Bolivia has recognised a same-sex civil union for the first time after a gay couple took their battle for recognition to the courts.
Same-sex marriage is not yet legal in Bolivia, and the country’s constitution defines marriage as being between a man and a woman. Meanwhile, efforts to legalise civil partnerships have repeatedly stalled.
Aruquipa and Montaño’s legal battle kicked off in 2018 when the Bolivian civil registry refused to recognise their union, arguing that the country did not allow same-sex marriages.
Bolivia’s constitutional court ruled in July that the civil registry must recognise their relationship as a free union. The court also ruled that the country’s constitution must be interpreted in a way that lines up with human rights and equality standards.
Referencing a 2017 opinion published by the Inter-American Court of Human Rights, the constitutional court ruled that all rights enjoyed by opposite-sex couples should be given to same-sex couples.
Gay couple want to ‘transform the law’ for LGBT+ people in Bolivia.
Five months after the court ruling, Aruquipa and Montaño finally had their relationship legally recognised on Friday.
“It is an initial step, but what inspires us is [the goal] of transforming the law,” Aruquipa said at a press conference.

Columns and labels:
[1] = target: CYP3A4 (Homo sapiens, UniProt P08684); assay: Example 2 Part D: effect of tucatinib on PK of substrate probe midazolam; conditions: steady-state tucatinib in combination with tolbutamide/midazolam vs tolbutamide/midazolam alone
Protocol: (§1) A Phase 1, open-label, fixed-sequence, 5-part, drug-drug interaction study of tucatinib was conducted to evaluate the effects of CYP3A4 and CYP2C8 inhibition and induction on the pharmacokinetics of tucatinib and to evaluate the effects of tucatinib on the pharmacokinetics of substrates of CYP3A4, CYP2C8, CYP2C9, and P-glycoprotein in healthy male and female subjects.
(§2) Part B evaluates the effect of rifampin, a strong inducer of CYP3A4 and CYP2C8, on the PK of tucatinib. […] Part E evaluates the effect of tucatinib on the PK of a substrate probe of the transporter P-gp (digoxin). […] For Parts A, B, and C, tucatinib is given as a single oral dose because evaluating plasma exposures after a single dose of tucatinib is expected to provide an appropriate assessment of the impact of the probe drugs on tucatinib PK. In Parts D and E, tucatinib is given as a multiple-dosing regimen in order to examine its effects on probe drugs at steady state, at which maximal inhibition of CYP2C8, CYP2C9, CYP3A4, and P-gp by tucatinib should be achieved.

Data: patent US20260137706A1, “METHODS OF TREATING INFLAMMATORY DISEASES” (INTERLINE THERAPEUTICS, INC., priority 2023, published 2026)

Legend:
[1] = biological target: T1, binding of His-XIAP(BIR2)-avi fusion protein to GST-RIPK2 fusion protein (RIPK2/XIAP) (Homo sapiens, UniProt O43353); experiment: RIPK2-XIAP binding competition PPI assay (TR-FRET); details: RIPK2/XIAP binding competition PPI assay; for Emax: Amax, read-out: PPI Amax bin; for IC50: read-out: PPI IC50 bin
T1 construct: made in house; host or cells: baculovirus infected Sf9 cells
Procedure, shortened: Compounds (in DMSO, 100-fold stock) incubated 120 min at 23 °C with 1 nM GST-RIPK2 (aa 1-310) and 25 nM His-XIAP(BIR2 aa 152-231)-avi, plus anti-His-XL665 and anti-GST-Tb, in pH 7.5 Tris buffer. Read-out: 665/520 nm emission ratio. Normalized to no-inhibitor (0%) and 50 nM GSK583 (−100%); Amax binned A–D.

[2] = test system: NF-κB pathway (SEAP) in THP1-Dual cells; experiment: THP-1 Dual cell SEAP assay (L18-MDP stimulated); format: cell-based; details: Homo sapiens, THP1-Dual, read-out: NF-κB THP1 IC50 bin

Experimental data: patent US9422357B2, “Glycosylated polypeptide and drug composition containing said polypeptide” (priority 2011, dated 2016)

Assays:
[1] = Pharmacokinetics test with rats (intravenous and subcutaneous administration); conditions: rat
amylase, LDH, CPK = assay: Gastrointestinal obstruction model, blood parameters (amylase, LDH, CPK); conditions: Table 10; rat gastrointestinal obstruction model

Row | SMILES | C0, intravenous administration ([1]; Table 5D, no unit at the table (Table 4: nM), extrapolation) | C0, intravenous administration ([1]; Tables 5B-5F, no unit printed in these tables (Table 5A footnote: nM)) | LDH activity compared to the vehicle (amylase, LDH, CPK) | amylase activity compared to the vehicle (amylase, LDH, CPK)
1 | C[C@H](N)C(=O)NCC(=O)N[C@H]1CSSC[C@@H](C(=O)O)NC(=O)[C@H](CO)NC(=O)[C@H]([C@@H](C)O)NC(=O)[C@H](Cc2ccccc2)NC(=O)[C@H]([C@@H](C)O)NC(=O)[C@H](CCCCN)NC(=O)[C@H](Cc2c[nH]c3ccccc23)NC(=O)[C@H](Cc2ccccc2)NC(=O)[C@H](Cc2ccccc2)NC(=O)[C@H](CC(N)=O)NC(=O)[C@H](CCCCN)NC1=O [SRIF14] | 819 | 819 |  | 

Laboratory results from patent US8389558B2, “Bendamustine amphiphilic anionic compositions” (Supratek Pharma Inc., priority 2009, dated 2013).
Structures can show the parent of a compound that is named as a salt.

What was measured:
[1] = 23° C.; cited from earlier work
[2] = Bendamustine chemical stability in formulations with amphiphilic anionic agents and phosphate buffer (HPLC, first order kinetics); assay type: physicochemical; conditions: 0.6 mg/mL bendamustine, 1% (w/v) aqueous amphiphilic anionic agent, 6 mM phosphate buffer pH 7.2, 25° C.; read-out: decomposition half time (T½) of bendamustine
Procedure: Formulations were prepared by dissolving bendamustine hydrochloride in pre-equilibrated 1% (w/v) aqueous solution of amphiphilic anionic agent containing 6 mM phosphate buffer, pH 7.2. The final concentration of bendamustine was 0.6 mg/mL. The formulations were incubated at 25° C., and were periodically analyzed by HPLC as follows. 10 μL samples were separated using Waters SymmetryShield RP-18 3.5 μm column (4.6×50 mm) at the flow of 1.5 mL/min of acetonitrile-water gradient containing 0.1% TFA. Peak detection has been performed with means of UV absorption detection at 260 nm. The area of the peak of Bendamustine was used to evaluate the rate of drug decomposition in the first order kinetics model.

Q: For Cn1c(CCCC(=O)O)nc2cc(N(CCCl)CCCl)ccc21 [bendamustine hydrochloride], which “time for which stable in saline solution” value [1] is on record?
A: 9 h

Following the court’s ruling in July, José Miguel Vivanco, Americas director at Human Rights Watch, said: “Gay and lesbian couples are an integral part of Bolivia’s social fabric and deserve to be recognised by the state and its institutions.
“All civil registries in Bolivia should stop treating them like second class citizens and start recognising their unions.”
The couple were left heartbroken when Bolivia’s civil registry refused to proceed with their application for a free union in 2018, telling them that there was no procedure in place allowing same-sex couples to have their relationships legally recognised.
Aruquipa and Montaño filed administrative appeals in which they cited international human rights standards as well as constitutional non-discrimination principles – however, in September 2019, the registry once again rejected their request.
The case eventually went to the constitutional court, which found that the civil registry had breached the couple’s due process rights as it failed to consider the country’s international legal obligations.